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Are You Entrepreneurially Oriented?

Entrepreneurship research is becoming a significant stream in today’s management literature. There’s an ongoing and growing interest among researchers in the psychology, motivations, and success factors of entrepreneurship. Researchers attempt to make the selectiveness of the entrepreneurial process clearer and shed light on what differentiates successful entrepreneurial ventures from those that fail.

One of the most researched theories in entrepreneurship research is the Entrepreneurial Orientation (EO) theory. EO refers to the practices, actions, decision-making, and processes that a firm or an individual makes when entering a new market or launching a new product. This theory has been widely researched not only because it is considered a coherent and comprehensive framework of the entrepreneurial process, but also because it has been associated with higher business performance. This post will introduce EO’s five key factors, based on the research of G.T. Lumpkin and Gregory G. Dess, two researchers from Northeastern State University and the University of Texas, respectively.

Autonomy: Autonomy, freedom, and independence are key values to be found at the root of entrepreneurship. An individual must be free to explore and develop a novel idea in order for the entrepreneurial process to accrue. Research among SMBs suggests that business owners who maintained strong central authority and acted as their company’s knowledge leaders had the most entrepreneurial-oriented firms.

Innovativeness: Innovativeness refers to the firm’s willingness to engage in the creation and development of new ideas, and to support creativity and experimentation, in order to develop new products and technology. This openness to accept, explore, and eventually adopt new and creative visions is the first step to their realization, as part of the entrepreneurial process.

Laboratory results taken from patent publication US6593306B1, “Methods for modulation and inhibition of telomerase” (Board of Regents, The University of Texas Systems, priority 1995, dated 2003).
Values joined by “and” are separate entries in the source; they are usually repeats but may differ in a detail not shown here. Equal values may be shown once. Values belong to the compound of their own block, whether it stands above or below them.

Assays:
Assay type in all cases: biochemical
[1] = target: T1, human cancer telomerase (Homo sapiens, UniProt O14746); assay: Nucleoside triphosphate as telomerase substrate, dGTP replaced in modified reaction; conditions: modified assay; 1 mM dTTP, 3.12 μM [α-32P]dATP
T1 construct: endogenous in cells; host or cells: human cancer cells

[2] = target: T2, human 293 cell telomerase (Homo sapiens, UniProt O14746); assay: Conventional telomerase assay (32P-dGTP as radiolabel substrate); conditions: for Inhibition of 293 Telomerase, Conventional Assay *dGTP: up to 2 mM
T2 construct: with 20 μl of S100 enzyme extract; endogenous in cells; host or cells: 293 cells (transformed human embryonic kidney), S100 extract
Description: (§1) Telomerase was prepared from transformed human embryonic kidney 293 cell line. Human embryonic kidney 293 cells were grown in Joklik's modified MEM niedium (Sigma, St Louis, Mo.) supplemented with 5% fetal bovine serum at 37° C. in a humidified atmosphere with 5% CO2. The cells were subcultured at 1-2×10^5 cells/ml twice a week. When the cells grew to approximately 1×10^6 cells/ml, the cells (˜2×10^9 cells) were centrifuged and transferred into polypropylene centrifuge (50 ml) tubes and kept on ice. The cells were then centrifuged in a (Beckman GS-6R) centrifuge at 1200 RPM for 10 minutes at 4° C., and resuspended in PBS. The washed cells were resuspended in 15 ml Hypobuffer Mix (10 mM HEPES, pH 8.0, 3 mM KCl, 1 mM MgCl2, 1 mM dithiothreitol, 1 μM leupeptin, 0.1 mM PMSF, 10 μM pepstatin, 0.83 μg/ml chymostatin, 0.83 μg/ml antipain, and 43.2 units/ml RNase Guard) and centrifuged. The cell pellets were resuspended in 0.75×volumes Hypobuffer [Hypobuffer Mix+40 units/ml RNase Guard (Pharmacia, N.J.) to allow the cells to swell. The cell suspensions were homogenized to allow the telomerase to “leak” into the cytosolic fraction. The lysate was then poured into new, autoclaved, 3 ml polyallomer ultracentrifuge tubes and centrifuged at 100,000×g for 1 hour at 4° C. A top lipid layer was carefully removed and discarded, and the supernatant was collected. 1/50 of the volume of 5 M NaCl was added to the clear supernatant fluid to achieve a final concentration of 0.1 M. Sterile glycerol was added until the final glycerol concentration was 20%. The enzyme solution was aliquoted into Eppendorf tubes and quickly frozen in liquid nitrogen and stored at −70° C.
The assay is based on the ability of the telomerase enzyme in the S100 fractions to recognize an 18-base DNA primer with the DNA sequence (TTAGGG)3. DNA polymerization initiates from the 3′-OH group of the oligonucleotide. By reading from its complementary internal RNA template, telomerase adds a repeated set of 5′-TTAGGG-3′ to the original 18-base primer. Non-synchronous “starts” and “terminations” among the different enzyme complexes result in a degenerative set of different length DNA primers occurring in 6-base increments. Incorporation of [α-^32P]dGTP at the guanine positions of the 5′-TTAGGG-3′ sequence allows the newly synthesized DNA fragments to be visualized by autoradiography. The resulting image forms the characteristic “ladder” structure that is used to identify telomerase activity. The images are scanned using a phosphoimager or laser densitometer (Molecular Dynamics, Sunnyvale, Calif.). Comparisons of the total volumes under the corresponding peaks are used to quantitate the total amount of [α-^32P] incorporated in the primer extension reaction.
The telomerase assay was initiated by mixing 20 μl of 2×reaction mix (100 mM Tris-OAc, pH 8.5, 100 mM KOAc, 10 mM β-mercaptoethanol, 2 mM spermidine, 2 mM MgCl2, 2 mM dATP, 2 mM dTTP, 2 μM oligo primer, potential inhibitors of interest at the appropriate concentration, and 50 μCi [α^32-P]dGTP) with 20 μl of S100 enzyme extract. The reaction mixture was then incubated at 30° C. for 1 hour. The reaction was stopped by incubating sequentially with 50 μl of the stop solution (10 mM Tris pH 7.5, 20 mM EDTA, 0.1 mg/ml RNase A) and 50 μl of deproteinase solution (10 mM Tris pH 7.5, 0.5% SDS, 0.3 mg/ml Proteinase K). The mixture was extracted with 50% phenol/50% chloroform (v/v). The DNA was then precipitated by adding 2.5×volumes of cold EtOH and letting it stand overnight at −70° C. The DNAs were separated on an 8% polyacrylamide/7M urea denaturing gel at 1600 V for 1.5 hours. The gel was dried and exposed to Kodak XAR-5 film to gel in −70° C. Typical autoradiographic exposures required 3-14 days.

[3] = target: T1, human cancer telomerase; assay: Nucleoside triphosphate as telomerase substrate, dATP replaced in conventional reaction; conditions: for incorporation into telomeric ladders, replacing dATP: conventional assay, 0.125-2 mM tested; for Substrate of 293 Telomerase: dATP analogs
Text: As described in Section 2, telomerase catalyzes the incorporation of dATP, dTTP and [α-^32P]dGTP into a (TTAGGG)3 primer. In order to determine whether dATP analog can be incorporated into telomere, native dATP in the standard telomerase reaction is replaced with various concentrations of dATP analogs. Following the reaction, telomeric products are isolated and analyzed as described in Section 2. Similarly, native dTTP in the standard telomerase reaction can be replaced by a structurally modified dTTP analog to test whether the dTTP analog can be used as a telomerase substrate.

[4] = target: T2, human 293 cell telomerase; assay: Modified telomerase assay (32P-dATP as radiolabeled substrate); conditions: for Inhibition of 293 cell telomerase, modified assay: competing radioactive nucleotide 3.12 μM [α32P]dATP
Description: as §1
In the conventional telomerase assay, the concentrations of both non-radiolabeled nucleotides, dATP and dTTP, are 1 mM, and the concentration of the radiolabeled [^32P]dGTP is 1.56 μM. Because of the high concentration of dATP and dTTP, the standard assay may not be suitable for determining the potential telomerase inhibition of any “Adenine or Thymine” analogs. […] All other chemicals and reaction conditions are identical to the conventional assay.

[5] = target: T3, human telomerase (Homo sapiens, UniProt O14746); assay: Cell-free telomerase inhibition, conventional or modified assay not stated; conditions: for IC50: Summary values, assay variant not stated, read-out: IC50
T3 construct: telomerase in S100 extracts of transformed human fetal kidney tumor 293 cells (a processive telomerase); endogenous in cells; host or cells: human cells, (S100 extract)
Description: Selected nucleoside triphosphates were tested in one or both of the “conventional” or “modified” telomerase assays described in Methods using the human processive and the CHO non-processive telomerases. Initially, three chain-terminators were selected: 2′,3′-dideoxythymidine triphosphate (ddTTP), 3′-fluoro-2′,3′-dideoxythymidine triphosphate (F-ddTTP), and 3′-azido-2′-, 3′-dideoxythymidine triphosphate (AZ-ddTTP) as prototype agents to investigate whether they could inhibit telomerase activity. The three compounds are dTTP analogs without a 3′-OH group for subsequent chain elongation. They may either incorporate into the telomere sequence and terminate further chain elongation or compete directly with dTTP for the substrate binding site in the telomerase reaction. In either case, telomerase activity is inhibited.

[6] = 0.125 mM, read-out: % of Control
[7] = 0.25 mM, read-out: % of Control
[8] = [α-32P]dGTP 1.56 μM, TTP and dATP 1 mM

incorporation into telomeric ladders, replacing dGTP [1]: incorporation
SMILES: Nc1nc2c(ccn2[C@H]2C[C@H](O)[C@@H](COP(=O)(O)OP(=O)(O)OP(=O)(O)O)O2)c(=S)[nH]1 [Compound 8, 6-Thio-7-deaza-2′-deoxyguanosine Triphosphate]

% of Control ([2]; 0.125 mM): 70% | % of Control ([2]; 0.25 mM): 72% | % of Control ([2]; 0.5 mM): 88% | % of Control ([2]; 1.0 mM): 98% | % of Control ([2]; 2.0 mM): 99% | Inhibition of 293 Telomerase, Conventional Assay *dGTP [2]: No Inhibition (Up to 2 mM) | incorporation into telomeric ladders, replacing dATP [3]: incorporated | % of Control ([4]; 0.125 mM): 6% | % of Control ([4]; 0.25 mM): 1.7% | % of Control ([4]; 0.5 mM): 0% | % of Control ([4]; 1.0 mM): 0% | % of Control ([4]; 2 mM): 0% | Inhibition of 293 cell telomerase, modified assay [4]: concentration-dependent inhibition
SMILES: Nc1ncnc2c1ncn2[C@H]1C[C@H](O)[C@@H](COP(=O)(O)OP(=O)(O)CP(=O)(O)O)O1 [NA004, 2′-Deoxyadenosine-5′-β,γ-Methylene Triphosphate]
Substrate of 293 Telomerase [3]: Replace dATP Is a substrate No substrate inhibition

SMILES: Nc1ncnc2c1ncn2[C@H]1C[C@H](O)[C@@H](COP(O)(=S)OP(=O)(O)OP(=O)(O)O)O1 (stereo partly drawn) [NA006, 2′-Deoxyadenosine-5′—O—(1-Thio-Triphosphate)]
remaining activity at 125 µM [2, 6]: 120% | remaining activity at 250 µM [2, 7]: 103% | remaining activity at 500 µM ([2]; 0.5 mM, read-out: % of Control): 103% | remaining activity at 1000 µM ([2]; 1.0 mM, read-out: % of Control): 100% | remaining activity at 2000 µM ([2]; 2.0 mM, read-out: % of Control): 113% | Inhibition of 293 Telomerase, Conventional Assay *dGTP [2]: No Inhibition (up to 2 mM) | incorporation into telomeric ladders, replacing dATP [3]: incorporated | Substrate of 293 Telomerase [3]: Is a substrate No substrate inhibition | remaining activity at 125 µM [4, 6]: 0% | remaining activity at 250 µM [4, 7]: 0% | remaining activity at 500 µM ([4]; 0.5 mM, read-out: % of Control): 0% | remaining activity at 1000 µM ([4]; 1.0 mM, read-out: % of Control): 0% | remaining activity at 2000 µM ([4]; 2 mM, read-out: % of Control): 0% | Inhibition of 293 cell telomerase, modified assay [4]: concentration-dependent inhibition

Risk Taking: Risk taking is an inevitable part of the entrepreneurial process. The resources often invested in developing an innovative product may lay heavy even on large firms, let alone small firms. Risk also means uncertainty and exploration of the unknown. It will come as no surprise to you that entrepreneurially oriented firms are characterized by risk-taking behavior; they are willing to make extensive resource commitments and tolerate ambiguity in the hopes of making high returns in the future.

Proactiveness: Just as in anything else in life, in the entrepreneurial process, time equals money. Entrepreneurs need to be proactive and seize the opportunities of their innovative ideas. A forward-looking approach that identifies the gaps and dynamics of the market is crucial to entrepreneurial success. Stalling and hesitation may damage the prospects of gaining the first-mover advantage in the market, which will lead to smaller revenues and necessitate a greater investment in brand-building.

Competitive Aggressiveness: In short, this dimension of EO refers to the willingness of the firm to play hardball in order to achieve a superior stance in the marketplace and outperform competitors. Examples for competitive aggressiveness are: starting a price war, research competitor’s weaknesses and targeting them, or focusing on high added value, to name a few.

I find Entrepreneurial Orientation to be not only smart in theory, but also in practice. I think it is an easy-to-understand framework that helps business leaders assess how entrepreneurial they really are. With that said, it is important to remember that the EO approach is context-sensitive; innovativeness can be the key factor when entering a certain new market, while being an aggressive competitor might not be relevant.

Which dimension was the most important when you started your entrepreneurial journey? As it changed along the way?

Based on: Lumpkin, G.T., and Gregory G. Dess. “Clarifying the Entrepreneurial Orientation Construct and Linking It to Performance.” Academy of Management Review. 21.1 (1996): 135-72. Print.

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